This post was updated on March 26th, 2017
Today we left the North Island and Wellington by ferry to reach Picton on the other side of the Cook Strait. But before we got onto the ferry our guide handed the menu out for the restaurant where we will have supper tomorrow. Apparently the chef only cooks if meals are ordered at least a day in advance… That’s something new — but hey I rather decide what to have for dinner the next day and get what I want than not getting anything at all.
For most of the time during the three-hour ferry ride, I could see either the North or the South Island and so I had plenty of chances to take photos from what is described as one of the most beautiful ferry rides in the world, including an almost two-hour long cruise through the Queen Charlotte Sound.
According to some Māori traditions the North Island is the fish of Maui while the South Island is his canoe, with Steward Island as the canoe’s anchor.
Māui fishes up the North Island
One of the greatest stories of Māori literature recounts the fishing up of the North Island. It begins with Māui and his brothers setting off on a fishing expedition. The elder brothers did not want to take Māui, so he hid in the canoe and did not reveal himself until they were out at sea. When he emerged he managed to convince his brothers to row out to the deepest part of the ocean, where he cast a fish hook made from his grandmother’s jawbone. It sank below the waves and fastened to the underwater house of Tonganui, the grandson of Tangaroa, god of the sea. Māui hauled up his catch above the water. The land, the North Island, became known as Te Ika-a-Māui (the fish of Māui).
How the North Island got its shape
Te Rangihaeata of the Ngāti Toarangatira tribe dictated this version of how the North Island got its shape after it was pulled from the sea:
Māui left his brothers and returned home. He said to his older brothers, ‘After I leave, please do not partake of the fish … Do not cut up our fish …’ However, [after he left] they did not do what he said. They began to cut it up and eat it … When he returned Māui became enraged … He was greatly distressed as they cut the head, the tail, the gills and the fins … This is why this land lies unevenly – there are mountains, plains, valleys and cliffs. If they had not fought over the fish, then the land would have retained its fish shape.
In some traditions the fish is said to be a pātiki (flounder); in others it is a whai (stingray). The head of the fish lies at the south of the North Island, at present-day Wellington, and its tail is the Northland region. The barb at the base of the tail is the Coromandel Peninsula. The pākau (fins) are Taranaki and the East Coast, and the backbone runs between Taupō and Rotorua. The heart is at Maungapōhatu, in the Urewera district.
Māui and Nukutaimemeha
It is often said that the North Island is Māui’s fish and the South Island his canoe, but the East Coast tribe, Ngāti Porou, believe the canoe ended up somewhere else. They say that the first part of the fish to emerge from the water was their sacred mountain, Hikurangi. Māui’s canoe, Nukutaimemeha, became stranded on it, and is still there in petrified form.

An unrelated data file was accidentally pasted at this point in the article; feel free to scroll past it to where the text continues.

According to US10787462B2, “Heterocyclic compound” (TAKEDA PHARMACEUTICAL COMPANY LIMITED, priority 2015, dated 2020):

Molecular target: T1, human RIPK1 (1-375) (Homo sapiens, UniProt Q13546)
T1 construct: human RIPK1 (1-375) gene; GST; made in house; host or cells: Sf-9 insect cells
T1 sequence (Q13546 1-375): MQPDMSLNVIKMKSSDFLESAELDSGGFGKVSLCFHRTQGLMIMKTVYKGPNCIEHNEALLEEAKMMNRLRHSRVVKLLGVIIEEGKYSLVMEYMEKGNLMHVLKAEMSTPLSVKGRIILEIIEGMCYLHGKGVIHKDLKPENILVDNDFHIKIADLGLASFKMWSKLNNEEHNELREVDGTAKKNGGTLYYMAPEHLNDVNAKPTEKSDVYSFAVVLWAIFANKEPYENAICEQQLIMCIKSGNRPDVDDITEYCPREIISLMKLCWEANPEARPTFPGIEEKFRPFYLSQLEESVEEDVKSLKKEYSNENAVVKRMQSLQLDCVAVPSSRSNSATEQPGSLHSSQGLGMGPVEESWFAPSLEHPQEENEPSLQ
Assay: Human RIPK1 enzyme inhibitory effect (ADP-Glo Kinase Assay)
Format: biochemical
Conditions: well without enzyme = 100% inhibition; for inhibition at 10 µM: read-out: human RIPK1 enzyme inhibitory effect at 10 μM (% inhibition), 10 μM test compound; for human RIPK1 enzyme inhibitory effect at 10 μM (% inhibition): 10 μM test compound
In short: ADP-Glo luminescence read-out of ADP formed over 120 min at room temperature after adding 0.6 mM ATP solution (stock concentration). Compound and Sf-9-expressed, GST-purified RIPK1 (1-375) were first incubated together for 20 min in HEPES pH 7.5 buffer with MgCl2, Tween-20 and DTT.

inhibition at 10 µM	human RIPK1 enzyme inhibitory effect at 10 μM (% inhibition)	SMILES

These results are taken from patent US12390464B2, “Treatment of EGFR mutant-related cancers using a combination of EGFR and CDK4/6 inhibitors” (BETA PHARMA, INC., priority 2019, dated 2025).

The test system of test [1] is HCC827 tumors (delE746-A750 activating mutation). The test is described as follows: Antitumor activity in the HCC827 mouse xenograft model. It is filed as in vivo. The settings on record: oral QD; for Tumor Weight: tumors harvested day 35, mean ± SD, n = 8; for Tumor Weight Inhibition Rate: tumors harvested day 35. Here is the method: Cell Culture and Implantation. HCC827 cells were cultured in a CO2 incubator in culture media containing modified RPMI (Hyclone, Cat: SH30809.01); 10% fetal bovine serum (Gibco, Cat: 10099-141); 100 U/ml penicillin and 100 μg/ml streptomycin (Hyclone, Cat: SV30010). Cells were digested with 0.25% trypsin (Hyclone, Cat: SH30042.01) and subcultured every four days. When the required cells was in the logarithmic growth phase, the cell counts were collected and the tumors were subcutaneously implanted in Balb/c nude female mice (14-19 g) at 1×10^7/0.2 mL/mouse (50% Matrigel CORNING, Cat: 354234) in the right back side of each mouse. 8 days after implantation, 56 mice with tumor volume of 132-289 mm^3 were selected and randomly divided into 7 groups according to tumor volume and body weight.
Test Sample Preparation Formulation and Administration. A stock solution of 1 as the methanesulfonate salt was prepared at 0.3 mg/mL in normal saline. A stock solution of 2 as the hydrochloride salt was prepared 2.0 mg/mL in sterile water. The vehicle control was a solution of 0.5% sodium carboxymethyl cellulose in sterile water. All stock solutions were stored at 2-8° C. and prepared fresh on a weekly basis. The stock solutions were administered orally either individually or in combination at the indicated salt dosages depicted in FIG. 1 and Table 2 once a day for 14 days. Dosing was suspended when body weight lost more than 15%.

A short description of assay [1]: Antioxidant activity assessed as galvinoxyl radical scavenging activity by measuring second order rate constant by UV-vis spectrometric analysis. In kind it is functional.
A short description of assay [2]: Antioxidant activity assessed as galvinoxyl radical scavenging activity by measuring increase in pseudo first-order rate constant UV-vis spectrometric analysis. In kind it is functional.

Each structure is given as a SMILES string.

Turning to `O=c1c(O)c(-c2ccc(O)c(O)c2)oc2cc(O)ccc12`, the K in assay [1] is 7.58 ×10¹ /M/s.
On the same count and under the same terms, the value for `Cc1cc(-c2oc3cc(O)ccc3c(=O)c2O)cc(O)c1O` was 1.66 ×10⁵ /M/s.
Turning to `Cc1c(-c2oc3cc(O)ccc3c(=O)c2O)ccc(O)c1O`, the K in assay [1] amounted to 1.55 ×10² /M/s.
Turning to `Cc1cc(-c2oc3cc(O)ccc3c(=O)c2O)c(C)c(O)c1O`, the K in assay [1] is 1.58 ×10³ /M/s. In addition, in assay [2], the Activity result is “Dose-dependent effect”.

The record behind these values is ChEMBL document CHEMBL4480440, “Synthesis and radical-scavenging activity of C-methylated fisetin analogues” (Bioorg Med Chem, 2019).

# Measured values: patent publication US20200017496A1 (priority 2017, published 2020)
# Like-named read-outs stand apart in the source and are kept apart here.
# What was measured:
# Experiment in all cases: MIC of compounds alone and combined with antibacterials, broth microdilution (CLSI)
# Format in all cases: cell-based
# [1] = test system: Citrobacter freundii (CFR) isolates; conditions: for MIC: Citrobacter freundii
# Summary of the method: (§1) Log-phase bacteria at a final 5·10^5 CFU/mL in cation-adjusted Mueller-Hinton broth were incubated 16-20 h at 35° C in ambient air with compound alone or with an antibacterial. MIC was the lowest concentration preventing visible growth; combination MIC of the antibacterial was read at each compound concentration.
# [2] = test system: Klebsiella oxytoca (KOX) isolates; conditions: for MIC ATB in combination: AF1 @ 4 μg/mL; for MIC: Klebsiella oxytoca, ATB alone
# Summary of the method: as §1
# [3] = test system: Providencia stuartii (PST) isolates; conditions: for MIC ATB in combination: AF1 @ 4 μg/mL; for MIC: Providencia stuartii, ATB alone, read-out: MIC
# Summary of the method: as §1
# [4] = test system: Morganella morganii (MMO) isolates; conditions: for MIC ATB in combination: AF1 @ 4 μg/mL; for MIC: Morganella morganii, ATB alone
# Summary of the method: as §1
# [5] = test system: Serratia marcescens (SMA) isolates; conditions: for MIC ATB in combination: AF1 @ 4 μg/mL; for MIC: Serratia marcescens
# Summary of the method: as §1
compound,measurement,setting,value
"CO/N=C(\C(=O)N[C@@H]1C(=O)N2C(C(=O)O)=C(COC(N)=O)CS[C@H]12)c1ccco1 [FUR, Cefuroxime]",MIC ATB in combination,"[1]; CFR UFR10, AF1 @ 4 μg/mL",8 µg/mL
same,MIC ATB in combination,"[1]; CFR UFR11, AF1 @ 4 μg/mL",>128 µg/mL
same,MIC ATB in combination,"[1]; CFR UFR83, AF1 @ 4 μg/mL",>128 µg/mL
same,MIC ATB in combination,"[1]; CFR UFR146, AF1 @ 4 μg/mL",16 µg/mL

The South Island: Māui’s canoe
The stern of Māui’s canoe is the southern tip of the South Island, and the prow is the north. When Māui hauled up his great catch he stood on the Kaikōura Peninsula, which is called Te Taumanu-o-te-waka (the thwart or seat of the canoe). Stewart Island is believed to be the anchor.
From Picton to Havelock
We reached Picton at around noon, where we got back onto our bikes. Since so much of the day already had passed, we did not go more than 37 kilometers on our bikes, first following the Queen Charlotte Drive along the coast of the Grove Arm — an arm of the Charlotte Sound — and later following the coastline of the Mahakipawa Arm — an arm of the Mahau Sound — to Havelock.
Already at 4p.m. we had reached Havelock, our day’s bike-goal. Still from here we had to travel another 120 kilometers south-west by bus before we reached our final destination for the day, St. Arnaud on the shore of Lake Rotoiti. I used the short time frame between our arrival at our new hotel and the scheduled dinner for a walk through the forest down to the lake.
Spotting the Southern Cross in the sky
On the way back to my room, after dinner, I had a chance to see the Southern Cross in the sky, this time — as opposed to yesterday’s view — without too much light pollution and much easier to spot. But then…now I knew what to look for, because last night Solo and I had gone out to find the Southern Cross in the sky above Wellington. The tour that I had looked at five years ago would now have gone to Nelson, so we could have stayed a day in the Abel Tasman National Park — named after the Dutch explorer Abel Janszoon Tasman1 (*1603(?) in Lutjegast, Netherlands, †1659 Batavia (today: Jakarta)), who was the first European explorer to see New Zealand in December 1642 as the commander of the Heemskerck — for our day off instead of having a day off in Wellington. I cannot say that I would have wanted to trade the day off in Wellington for that, but I would have loved to be able to stick to my original plan and have a day for a kayak tour into the Abel Tasman National Park… Well one cannot get it all on a guided tour, and after all, this tour can only be a short introduction into New Zealand. Maybe one day I can manage to come back and stay longer.